Swept by the idyllic Salzburg walks, and blinded by the chance to go shopping at her favorite food store in Cortina d'Ampezzo, Opera Chic missed the chance of going to Barbara Frittoli's recital at la Scala tonight: thankfully, we had various friends at the theater (none of them, sadly, for various reasons, with Opera Chic's ninja skills for surreptitious picture-taking, so no images tonite sorrie!).
One of our friends just explained to us that after the first part was received very warmly (Schubert and Verdi, duh), the second part of the recital was accompanied by polite applause and a faint feeling of okokhuhuyawnkaynext! boredom in the audience.
The "bis" -- Vissi d'arte and Io sono l'umile ancella, not the most subversive choice of encores -- obviously brought the house down, with wild cheering and standing ovations.
The problem is of course that the second part was made of EIGHT songs by Henri Duparc -- basically half of the entire production of one of classical music's most outstanding -- and most forgotten -- geniuses.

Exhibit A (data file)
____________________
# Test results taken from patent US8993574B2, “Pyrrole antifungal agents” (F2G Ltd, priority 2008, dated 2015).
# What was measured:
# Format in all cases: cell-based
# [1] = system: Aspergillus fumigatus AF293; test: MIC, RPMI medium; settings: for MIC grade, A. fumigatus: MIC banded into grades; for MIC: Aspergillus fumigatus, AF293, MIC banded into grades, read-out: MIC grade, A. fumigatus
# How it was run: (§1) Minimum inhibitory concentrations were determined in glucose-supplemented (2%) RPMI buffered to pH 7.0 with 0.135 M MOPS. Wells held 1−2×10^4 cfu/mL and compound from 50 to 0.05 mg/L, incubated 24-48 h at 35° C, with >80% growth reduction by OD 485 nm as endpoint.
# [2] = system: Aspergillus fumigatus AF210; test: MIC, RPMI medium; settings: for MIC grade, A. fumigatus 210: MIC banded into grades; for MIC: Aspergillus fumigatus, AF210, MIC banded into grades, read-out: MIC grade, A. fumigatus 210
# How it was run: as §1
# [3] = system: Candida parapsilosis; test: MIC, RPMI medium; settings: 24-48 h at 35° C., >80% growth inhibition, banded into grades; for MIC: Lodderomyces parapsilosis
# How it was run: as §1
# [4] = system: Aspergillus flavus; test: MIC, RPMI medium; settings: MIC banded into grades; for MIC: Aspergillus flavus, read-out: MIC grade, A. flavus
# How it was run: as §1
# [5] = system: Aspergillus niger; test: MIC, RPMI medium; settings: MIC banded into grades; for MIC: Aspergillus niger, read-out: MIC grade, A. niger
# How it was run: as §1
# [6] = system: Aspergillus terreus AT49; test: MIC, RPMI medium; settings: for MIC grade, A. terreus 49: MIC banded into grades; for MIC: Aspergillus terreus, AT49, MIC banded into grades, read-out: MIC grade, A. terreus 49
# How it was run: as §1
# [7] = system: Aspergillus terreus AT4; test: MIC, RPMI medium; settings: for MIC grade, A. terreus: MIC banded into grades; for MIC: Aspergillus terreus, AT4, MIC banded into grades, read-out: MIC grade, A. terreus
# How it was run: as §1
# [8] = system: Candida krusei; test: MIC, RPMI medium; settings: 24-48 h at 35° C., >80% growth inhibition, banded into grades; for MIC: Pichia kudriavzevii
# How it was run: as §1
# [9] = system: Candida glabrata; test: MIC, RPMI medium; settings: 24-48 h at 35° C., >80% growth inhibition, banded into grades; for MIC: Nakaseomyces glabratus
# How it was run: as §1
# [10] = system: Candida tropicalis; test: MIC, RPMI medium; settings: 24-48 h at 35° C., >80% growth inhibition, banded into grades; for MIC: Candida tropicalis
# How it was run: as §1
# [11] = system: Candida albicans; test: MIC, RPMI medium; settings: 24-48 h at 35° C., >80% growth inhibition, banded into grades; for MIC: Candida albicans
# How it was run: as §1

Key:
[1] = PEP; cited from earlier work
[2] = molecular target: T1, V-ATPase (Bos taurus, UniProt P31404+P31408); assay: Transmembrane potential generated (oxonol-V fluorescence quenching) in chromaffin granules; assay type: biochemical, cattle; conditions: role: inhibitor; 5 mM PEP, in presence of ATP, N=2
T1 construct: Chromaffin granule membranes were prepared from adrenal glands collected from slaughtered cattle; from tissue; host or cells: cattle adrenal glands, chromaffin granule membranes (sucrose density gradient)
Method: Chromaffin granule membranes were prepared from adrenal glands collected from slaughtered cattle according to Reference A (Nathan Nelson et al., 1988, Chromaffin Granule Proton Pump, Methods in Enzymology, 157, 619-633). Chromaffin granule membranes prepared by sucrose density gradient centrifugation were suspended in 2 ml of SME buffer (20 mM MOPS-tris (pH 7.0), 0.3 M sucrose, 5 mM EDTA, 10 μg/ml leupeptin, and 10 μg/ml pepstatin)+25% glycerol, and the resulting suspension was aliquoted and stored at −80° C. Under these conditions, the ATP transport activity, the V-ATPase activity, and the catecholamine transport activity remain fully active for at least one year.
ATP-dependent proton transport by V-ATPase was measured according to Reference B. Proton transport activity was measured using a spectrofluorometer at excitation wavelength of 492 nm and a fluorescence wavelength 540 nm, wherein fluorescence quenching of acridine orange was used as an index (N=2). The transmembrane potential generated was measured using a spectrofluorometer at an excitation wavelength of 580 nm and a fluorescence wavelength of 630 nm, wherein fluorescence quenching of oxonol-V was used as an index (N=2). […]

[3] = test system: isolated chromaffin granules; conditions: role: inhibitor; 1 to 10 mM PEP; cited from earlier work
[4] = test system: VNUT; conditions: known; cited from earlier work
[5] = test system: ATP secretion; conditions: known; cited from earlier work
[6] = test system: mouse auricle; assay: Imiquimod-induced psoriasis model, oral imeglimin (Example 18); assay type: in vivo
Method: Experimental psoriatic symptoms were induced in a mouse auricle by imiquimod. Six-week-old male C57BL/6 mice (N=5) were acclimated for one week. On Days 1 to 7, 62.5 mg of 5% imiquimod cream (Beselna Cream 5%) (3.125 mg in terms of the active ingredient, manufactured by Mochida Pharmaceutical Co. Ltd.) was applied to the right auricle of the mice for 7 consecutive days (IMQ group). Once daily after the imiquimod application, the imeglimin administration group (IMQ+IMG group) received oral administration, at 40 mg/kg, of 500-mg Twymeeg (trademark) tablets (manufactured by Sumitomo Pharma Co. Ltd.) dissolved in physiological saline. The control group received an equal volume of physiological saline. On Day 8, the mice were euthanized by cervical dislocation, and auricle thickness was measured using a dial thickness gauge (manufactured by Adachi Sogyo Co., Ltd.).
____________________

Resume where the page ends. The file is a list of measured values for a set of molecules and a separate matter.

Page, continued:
A friend -- a kicka$$ lady of the Milanese old skool who attended the event with a similarly old skool buddy, a lady whose début here in the palchi happened when Maria Callas was on stage, not the otherwise excellent Frittoli -- pointed out: "Che gente alla Scala!", they're only happy with the big crowd-pleaser arias and prone to diffidence and even utter boredom when something less well-known is being performed.
Poor maestro Sinopoli had the same problem: every time he added, say, Zemlinsky to his programs, Opera Chic is told that people here would go all huffy, waiting for their beloved works they had already heard dozens of times.
This terrible habit of a nice chunk of la Scala's audience hasn't been broken during the Muti years -- operagoing and concertgoing as social event, light entertainment that must not interfere with one's comfort zone. And considering that Lissner's choice for this year's la prima was Frengo's Aida xtravanganza spectacular we doubt that the solution is around the corner. It's just, to quote Schopenhauer, lame.
And now if you'll excuse us, we need to pump up the volume, Bidu Sayao's version of Duparc's Chanson Triste is coming up on the vintage McIntosh sound system. Again and forever, merci Henri.